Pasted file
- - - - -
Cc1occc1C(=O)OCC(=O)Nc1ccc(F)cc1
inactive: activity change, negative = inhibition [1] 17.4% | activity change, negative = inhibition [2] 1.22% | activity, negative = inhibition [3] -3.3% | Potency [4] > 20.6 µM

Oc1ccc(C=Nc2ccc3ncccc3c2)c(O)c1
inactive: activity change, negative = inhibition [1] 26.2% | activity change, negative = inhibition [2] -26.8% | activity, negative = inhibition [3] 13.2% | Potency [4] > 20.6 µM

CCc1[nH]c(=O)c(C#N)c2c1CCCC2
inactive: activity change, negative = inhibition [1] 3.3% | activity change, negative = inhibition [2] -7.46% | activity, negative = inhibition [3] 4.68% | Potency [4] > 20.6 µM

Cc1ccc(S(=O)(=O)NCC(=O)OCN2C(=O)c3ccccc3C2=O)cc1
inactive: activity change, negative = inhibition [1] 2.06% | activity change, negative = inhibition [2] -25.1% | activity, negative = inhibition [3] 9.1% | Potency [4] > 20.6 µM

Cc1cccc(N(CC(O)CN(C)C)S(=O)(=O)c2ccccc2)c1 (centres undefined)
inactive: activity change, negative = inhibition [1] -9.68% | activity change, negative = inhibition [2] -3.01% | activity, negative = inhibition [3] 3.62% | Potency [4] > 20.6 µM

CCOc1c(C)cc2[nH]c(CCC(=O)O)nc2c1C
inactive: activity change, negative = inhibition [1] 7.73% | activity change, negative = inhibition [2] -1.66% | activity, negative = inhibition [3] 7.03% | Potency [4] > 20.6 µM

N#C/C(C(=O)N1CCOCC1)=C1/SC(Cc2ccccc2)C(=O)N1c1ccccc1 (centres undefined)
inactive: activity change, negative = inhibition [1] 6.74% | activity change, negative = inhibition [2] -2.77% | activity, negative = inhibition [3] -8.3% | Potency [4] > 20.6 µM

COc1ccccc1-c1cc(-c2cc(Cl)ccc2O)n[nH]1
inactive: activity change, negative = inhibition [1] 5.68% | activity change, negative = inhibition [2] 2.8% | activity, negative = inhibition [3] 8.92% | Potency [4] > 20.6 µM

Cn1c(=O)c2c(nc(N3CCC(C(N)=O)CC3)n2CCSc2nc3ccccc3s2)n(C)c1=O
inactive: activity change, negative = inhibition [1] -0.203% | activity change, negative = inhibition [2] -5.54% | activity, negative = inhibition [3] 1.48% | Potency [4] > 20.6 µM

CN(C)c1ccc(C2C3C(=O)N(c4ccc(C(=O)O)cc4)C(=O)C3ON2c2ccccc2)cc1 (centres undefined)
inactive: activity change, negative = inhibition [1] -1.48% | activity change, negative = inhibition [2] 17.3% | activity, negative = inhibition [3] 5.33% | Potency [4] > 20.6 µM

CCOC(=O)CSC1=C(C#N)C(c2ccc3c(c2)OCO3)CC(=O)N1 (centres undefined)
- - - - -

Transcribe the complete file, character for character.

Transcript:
Cc1occc1C(=O)OCC(=O)Nc1ccc(F)cc1
inactive: activity change, negative = inhibition [1] 17.4% | activity change, negative = inhibition [2] 1.22% | activity, negative = inhibition [3] -3.3% | Potency [4] > 20.6 µM

Oc1ccc(C=Nc2ccc3ncccc3c2)c(O)c1
inactive: activity change, negative = inhibition [1] 26.2% | activity change, negative = inhibition [2] -26.8% | activity, negative = inhibition [3] 13.2% | Potency [4] > 20.6 µM

CCc1[nH]c(=O)c(C#N)c2c1CCCC2
inactive: activity change, negative = inhibition [1] 3.3% | activity change, negative = inhibition [2] -7.46% | activity, negative = inhibition [3] 4.68% | Potency [4] > 20.6 µM

Cc1ccc(S(=O)(=O)NCC(=O)OCN2C(=O)c3ccccc3C2=O)cc1
inactive: activity change, negative = inhibition [1] 2.06% | activity change, negative = inhibition [2] -25.1% | activity, negative = inhibition [3] 9.1% | Potency [4] > 20.6 µM

Cc1cccc(N(CC(O)CN(C)C)S(=O)(=O)c2ccccc2)c1 (centres undefined)
inactive: activity change, negative = inhibition [1] -9.68% | activity change, negative = inhibition [2] -3.01% | activity, negative = inhibition [3] 3.62% | Potency [4] > 20.6 µM

CCOc1c(C)cc2[nH]c(CCC(=O)O)nc2c1C
inactive: activity change, negative = inhibition [1] 7.73% | activity change, negative = inhibition [2] -1.66% | activity, negative = inhibition [3] 7.03% | Potency [4] > 20.6 µM

N#C/C(C(=O)N1CCOCC1)=C1/SC(Cc2ccccc2)C(=O)N1c1ccccc1 (centres undefined)
inactive: activity change, negative = inhibition [1] 6.74% | activity change, negative = inhibition [2] -2.77% | activity, negative = inhibition [3] -8.3% | Potency [4] > 20.6 µM

COc1ccccc1-c1cc(-c2cc(Cl)ccc2O)n[nH]1
inactive: activity change, negative = inhibition [1] 5.68% | activity change, negative = inhibition [2] 2.8% | activity, negative = inhibition [3] 8.92% | Potency [4] > 20.6 µM

Cn1c(=O)c2c(nc(N3CCC(C(N)=O)CC3)n2CCSc2nc3ccccc3s2)n(C)c1=O
inactive: activity change, negative = inhibition [1] -0.203% | activity change, negative = inhibition [2] -5.54% | activity, negative = inhibition [3] 1.48% | Potency [4] > 20.6 µM

CN(C)c1ccc(C2C3C(=O)N(c4ccc(C(=O)O)cc4)C(=O)C3ON2c2ccccc2)cc1 (centres undefined)
inactive: activity change, negative = inhibition [1] -1.48% | activity change, negative = inhibition [2] 17.3% | activity, negative = inhibition [3] 5.33% | Potency [4] > 20.6 µM

CCOC(=O)CSC1=C(C#N)C(c2ccc3c(c2)OCO3)CC(=O)N1 (centres undefined)